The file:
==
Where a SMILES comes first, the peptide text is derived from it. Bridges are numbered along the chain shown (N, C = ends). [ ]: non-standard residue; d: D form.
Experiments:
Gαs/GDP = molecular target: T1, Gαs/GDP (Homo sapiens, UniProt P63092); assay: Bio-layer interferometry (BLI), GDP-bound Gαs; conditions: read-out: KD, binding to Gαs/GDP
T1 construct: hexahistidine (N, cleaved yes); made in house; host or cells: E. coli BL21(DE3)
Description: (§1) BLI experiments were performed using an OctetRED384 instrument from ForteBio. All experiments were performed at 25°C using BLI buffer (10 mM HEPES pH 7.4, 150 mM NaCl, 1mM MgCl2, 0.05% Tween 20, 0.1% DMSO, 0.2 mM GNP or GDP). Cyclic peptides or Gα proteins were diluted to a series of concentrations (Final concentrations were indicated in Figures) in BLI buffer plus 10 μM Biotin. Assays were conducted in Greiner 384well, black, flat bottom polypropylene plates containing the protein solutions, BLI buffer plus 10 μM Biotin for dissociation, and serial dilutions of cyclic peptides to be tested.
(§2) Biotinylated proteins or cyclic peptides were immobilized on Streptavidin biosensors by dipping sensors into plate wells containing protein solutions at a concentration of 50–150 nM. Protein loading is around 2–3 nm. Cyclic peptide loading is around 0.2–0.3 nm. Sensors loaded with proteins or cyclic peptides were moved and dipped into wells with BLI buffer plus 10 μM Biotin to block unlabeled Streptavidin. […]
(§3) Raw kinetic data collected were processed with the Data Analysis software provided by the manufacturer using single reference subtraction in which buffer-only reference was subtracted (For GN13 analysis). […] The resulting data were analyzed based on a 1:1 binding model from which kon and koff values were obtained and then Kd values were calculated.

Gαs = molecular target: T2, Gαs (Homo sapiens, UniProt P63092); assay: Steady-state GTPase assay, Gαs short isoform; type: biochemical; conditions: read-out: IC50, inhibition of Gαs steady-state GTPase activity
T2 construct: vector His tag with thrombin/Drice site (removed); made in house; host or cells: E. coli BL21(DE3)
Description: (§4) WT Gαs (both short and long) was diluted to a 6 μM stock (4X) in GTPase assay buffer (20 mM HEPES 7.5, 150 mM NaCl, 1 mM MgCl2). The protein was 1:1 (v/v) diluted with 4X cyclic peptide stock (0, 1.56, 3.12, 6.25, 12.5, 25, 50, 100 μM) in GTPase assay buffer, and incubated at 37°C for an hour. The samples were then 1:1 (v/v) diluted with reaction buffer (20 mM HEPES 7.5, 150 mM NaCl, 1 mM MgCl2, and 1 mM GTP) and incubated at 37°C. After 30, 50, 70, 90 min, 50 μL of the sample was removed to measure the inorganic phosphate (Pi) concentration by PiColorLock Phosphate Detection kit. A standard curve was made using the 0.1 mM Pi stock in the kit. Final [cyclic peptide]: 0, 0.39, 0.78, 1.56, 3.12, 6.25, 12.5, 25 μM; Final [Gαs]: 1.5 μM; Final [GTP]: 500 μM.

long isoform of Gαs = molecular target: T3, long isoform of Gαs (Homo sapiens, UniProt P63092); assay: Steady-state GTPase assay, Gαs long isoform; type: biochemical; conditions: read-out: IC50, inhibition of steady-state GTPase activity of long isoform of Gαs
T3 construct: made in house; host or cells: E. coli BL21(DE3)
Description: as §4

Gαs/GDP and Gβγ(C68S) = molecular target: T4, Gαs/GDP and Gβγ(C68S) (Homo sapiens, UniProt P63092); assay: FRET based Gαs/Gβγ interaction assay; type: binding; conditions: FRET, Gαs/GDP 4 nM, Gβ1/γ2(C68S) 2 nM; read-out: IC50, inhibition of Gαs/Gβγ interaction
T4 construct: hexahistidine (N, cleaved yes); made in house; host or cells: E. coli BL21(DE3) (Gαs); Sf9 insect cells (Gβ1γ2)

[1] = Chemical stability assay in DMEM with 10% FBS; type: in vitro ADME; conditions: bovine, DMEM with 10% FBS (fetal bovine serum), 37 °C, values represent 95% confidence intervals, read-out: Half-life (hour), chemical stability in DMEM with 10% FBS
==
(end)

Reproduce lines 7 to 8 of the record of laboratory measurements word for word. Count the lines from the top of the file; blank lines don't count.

(§3) Raw kinetic data collected were processed with the Data Analysis software provided by the manufacturer using single reference subtraction in which buffer-only reference was subtracted (For GN13 analysis). […] The resulting data were analyzed based on a 1:1 binding model from which kon and koff values were obtained and then Kd values were calculated.

Gαs = molecular target: T2, Gαs (Homo sapiens, UniProt P63092); assay: Steady-state GTPase assay, Gαs short isoform; type: biochemical; conditions: read-out: IC50, inhibition of Gαs steady-state GTPase activity